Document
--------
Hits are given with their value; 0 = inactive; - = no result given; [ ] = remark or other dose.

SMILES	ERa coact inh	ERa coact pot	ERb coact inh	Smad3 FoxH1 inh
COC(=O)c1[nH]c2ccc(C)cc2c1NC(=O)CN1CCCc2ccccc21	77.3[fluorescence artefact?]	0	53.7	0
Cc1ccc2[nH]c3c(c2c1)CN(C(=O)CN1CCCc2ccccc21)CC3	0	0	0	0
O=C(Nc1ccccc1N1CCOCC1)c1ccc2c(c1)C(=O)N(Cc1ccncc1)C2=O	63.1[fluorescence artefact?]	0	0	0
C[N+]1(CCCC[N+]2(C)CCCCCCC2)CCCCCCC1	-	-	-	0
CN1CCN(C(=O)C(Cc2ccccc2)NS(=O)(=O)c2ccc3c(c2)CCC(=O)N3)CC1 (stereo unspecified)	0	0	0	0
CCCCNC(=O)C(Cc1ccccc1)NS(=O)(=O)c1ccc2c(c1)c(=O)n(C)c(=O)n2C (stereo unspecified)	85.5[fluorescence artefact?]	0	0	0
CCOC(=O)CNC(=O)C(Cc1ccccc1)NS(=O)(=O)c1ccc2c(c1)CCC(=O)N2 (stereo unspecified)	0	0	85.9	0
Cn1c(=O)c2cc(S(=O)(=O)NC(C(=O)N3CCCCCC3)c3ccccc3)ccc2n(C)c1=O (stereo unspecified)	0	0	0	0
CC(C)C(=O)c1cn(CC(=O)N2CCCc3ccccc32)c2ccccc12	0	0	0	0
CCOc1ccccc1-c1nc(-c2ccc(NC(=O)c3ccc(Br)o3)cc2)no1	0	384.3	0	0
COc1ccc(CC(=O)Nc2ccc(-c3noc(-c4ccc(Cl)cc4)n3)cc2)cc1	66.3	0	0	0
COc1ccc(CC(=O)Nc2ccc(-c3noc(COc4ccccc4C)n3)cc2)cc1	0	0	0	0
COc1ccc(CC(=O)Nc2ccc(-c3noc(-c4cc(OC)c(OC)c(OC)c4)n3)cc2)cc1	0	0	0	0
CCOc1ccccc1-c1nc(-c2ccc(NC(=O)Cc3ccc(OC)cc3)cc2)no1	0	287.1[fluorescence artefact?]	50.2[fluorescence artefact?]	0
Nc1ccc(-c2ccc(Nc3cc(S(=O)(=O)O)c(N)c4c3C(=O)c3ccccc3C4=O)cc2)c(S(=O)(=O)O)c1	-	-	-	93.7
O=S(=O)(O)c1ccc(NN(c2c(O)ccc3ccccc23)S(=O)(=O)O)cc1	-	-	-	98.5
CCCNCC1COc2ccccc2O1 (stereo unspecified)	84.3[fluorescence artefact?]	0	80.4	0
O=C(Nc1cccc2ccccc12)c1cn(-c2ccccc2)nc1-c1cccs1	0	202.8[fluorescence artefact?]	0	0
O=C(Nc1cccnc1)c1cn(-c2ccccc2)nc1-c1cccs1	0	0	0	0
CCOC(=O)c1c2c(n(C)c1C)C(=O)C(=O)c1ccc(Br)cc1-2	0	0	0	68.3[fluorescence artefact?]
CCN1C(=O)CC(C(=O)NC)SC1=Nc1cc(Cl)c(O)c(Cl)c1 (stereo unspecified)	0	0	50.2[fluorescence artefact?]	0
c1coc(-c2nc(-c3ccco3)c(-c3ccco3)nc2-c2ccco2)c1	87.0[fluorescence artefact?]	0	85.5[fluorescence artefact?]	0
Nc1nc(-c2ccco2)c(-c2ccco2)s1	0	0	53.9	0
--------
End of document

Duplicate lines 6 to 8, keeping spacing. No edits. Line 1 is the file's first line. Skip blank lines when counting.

C[N+]1(CCCC[N+]2(C)CCCCCCC2)CCCCCCC1	-	-	-	0
CN1CCN(C(=O)C(Cc2ccccc2)NS(=O)(=O)c2ccc3c(c2)CCC(=O)N3)CC1 (stereo unspecified)	0	0	0	0
CCCCNC(=O)C(Cc1ccccc1)NS(=O)(=O)c1ccc2c(c1)c(=O)n(C)c(=O)n2C (stereo unspecified)	85.5[fluorescence artefact?]	0	0	0